I love Brian Michael Bendis' work. There I said it.
This guy gets a lot of hate. It's somewhat understandable. He has a very distinct Whedon-esque writing style. He relies a lot on humor and one-liners, most of his characters are smartasses, and he has been writing big established comics like The Avengers, Invincible Iron Man, and Spider-Man for over a decade now. He's far removed from his pseudo-indie darling days when he wrote Alias.
His work has always appealed to me though. I like the humor, because he can balance it out with an apt level of seriousness. It's nice to keep things from getting too grim, and the one-liners are a good remedy for that.
I'm going to show my youth here, but I grew up with Bendis' Avengers. I started reading mainstream "adult" comics around the first Civil War, and I've been following the Avengers' exploits ever since. A lot of my favorite characters, Luke Cage, Iron Fist, Spider Woman, Ms. Marvel (Carol Danvers), Hawkeye, Jessica Jones, and Mockingbird were first introduced to me in Bendis' post-Civil War Avengers comic. The humor, the camaraderie, and the dedication of that team really attracted me to them.
The obvious similarities to Whedon's movies and television have always struck me has funny. Joss Whedon gets a lot of deserved praise for his talents as a director. Meanwhile, that same audience will turn and condemn Bendis for being the death of the comics industry or some such like that. I get that he has a cocky persona when dealing with the public, but is that worthy of the hate he has received? I don't think so.
With the new iteration of the Defenders, Bendis return to a lot of his favorite characters, Luke Cage, Jessica Jones, Iron Fist, and Daredevil. The obvious marketing ploy in putting this team together in comics in time for the Netflix series does put a slightly sour taste in my mouth. However, these are four of Marvel's greatest heroes as far as I'm concerned, so I can't complain too much.
The first issue gets straight to the conflict, with a returned Diamondback laying siege to our four main heroes. He is setting up a new criminal venture and begins it with shooting Jessica Jones, attacking Daredevil in his Matt Murdock identity, trying to blow up Luke Cage, and trying to put Iron Fist six feet under. The four heroes unite to meet this threat and begin searching for Diamonback.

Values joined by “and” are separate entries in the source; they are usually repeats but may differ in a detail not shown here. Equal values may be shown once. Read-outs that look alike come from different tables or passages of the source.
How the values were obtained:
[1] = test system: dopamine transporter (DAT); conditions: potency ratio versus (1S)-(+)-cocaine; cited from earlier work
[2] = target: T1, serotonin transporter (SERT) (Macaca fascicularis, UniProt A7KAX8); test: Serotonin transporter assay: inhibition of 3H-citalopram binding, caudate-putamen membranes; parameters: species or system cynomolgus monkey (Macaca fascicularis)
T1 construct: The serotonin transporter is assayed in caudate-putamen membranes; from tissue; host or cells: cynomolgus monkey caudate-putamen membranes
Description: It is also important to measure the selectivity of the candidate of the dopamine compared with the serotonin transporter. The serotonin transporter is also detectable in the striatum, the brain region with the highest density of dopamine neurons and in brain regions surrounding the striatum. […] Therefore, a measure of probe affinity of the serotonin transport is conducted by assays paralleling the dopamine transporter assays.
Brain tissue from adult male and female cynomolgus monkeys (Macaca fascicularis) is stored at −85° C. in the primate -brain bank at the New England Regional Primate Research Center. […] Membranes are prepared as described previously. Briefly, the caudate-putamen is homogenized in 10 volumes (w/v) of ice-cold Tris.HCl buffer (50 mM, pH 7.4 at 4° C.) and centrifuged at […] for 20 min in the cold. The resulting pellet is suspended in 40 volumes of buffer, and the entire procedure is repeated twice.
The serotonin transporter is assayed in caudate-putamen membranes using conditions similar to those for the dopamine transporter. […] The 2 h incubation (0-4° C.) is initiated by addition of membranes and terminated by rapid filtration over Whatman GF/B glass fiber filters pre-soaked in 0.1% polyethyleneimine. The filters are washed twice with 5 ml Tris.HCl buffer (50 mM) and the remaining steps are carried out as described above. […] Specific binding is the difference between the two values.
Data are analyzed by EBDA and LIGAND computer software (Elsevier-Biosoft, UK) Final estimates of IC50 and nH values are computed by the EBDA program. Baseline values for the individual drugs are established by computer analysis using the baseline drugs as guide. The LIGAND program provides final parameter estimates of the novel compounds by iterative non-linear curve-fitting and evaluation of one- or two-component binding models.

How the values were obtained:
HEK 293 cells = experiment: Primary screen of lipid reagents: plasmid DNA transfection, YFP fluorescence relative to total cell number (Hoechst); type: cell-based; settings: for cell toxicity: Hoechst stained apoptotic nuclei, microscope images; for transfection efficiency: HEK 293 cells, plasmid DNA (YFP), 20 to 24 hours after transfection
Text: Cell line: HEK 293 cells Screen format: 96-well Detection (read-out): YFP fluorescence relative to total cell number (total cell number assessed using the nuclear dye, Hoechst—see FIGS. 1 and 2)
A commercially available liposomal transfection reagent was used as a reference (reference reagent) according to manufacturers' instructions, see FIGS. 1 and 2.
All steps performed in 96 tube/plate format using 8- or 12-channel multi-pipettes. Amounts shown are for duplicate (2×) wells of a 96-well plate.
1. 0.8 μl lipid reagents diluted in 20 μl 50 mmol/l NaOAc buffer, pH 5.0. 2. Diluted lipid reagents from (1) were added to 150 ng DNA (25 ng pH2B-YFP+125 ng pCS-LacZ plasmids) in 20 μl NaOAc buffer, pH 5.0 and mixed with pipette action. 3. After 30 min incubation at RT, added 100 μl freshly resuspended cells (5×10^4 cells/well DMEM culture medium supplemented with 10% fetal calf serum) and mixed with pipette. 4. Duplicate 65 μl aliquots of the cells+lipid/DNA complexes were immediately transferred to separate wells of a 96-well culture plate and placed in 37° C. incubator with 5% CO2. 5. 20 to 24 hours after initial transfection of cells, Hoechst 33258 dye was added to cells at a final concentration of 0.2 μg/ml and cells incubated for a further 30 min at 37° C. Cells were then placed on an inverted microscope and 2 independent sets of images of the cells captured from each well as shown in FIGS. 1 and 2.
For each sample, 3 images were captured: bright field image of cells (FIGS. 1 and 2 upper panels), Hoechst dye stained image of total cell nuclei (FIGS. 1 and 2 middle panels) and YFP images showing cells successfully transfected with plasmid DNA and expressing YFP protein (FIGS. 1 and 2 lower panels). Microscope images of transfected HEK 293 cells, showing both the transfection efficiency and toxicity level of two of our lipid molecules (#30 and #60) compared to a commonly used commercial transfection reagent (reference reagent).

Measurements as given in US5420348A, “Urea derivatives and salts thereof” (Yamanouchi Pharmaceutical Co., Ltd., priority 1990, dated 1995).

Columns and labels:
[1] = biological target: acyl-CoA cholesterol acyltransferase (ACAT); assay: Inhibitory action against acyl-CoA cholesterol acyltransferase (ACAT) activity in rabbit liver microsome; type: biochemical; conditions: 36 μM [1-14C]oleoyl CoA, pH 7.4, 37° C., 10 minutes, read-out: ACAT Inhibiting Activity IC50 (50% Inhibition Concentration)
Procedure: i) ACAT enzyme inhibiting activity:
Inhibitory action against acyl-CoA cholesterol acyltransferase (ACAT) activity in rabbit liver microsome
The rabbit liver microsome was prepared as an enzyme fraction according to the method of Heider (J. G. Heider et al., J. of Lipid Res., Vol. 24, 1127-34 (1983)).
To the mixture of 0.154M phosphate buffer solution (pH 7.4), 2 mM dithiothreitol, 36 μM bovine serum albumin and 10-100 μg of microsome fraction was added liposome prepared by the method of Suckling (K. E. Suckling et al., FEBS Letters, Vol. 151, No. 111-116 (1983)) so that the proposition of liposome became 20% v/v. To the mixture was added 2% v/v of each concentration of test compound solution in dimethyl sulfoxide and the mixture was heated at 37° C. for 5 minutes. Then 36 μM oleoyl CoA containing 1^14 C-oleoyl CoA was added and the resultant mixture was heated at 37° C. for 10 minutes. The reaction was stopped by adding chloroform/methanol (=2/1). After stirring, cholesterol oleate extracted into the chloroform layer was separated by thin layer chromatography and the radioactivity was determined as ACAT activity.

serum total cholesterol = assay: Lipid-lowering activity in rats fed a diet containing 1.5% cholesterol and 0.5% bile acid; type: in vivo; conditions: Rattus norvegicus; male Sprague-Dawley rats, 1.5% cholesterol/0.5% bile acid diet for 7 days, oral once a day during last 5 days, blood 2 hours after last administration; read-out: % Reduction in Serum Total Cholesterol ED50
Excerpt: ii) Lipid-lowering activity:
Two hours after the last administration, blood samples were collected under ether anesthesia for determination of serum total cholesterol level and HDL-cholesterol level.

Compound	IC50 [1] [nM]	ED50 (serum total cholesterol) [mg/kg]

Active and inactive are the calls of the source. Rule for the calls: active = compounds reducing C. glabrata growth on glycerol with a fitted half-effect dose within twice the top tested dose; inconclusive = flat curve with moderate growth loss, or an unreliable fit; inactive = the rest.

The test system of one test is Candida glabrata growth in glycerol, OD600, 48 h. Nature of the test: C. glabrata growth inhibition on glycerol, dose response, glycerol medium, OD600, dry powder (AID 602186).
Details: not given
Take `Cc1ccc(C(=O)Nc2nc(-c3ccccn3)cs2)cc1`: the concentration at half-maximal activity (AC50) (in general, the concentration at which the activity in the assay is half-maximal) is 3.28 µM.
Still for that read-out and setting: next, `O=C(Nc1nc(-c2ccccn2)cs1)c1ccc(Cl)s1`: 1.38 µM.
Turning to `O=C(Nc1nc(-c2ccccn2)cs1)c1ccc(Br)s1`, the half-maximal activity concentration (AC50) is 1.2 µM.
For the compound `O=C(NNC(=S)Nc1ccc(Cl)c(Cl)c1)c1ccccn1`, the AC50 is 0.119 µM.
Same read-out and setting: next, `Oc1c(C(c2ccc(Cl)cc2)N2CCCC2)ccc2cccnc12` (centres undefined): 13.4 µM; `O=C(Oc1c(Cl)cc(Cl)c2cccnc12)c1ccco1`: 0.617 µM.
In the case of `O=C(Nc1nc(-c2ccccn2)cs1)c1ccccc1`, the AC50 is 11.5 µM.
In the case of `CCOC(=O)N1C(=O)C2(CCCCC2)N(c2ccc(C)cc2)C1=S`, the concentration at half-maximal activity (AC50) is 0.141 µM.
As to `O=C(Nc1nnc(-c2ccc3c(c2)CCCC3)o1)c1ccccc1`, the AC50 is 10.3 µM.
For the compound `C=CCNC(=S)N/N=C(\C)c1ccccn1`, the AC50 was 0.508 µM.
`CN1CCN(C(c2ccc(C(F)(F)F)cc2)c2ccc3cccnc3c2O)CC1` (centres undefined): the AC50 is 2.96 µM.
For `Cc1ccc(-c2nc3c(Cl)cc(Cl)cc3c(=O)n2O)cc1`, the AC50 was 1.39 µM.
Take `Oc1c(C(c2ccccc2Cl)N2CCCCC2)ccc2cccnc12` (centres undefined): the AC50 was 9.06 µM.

The Luke Cage love shown by using one of his classic rogues is not lost on me, and it's appreciated. Cutting to the chase by starting the book with its first conflict as opposed to a lengthy setup is also clever tactic that I'm surprised more comic writers don't use.
Uniting the heroes through the exploits of the antagonist is a nice callback to the origins of both the original Defenders as well as the Avengers themselves. While Diamondback isn't exactly Loki or the Undying Ones, he is an appropriate foe for this street-level asskicker lineup. It's a little surprising that they didn't go with Wilson Fisk (other than not wanting to include Spider-Man), but Diamondback is still an excellent choice.
David Marquez is an excellent artist, balancing a classic superhero style and a noir look for this comic. This is aided by Justin Ponsor using colors that circulate around purple, making things dark but not Batman dark (thank goodness).
A nice touch is the entry scenes for each of the four characters. Each gets a big title card and a background showing the pivotal moments of their history. It looks really cool, and it gives each of the four heroes some nice fan-fare.
There are plenty of the trademark Bendis one-liners and humor, the best scene being Jessica Jones, Iron Fist, and Daredevil carrying on a conversation while Daredevil beats the tar out of some schmucks in a bar with Danny saying, "I think this is more for him at this point." They work really well, and I got a good laugh out of it.
The main caveat, which I'm not sure whether or not it will be fixed by the final version, is the omission of the attacks on the four Defenders themselves. The comic opens up on the missile being shot at Luke Cage, and the attacks on the other three, including the dramatic shooting of Jessica Jones, are not included. This will be confusing for those who haven't gotten the preview of this story, and it's not really fair to leave them in the dark on this even if the preview is free, especially since they paid for your five-dollar book.
If that is fixed, this will be just about a perfect first issue. The action is non-stop but paced well. The characters are lovable, and the art is fantastic. Pick this one up when it comes out.